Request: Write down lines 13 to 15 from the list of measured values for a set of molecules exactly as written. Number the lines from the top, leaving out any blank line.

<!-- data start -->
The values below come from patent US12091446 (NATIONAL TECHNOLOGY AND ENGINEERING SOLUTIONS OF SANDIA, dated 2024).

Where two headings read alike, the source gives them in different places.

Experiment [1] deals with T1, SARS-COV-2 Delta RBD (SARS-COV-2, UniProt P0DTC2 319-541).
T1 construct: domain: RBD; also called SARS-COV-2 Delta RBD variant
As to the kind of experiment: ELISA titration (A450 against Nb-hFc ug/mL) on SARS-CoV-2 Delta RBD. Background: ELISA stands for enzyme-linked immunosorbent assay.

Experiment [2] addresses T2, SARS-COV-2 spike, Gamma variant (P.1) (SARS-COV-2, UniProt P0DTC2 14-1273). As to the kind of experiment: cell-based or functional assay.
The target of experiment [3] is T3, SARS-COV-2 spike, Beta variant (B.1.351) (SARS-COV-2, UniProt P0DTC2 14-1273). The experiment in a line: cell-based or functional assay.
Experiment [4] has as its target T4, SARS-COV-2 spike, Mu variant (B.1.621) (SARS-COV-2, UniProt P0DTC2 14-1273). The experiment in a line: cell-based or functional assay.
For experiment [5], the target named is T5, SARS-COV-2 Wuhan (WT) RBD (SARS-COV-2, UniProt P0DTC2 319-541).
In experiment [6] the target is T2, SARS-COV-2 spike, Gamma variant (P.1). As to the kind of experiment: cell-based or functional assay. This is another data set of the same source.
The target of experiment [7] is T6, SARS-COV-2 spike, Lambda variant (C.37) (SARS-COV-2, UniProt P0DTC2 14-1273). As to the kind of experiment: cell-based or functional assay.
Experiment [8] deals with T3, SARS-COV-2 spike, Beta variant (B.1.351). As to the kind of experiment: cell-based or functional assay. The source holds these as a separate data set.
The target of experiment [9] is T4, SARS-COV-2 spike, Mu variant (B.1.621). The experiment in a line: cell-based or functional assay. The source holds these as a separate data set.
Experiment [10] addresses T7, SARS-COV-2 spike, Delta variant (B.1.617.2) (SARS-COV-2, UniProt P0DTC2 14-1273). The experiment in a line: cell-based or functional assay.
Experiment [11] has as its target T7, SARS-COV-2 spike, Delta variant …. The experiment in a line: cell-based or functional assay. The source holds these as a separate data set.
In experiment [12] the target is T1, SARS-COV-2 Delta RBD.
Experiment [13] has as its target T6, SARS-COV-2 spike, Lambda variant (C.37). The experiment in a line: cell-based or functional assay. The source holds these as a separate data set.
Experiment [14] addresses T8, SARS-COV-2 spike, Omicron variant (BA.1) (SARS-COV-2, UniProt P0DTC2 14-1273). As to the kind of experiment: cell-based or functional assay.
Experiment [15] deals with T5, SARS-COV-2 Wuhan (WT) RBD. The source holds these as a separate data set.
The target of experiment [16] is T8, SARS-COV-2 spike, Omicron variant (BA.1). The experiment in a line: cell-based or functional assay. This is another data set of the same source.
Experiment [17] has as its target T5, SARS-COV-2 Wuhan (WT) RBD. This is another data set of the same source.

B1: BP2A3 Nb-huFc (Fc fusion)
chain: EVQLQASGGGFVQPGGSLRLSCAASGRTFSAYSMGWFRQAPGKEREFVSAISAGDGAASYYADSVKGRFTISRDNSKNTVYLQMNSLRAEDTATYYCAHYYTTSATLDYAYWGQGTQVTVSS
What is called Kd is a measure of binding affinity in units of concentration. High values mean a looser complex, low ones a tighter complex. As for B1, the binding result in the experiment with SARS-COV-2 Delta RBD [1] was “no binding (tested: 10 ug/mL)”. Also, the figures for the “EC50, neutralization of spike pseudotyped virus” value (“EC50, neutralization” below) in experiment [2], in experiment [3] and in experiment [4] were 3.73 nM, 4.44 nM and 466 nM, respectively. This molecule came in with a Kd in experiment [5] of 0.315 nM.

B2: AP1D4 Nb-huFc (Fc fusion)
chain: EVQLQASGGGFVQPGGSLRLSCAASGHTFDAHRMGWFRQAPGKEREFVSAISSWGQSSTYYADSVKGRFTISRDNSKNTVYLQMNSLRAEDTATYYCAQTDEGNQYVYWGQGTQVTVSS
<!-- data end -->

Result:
The target of experiment [9] is T4, SARS-COV-2 spike, Mu variant (B.1.621). The experiment in a line: cell-based or functional assay. The source holds these as a separate data set.
Experiment [10] addresses T7, SARS-COV-2 spike, Delta variant (B.1.617.2) (SARS-COV-2, UniProt P0DTC2 14-1273). The experiment in a line: cell-based or functional assay.
Experiment [11] has as its target T7, SARS-COV-2 spike, Delta variant …. The experiment in a line: cell-based or functional assay. The source holds these as a separate data set.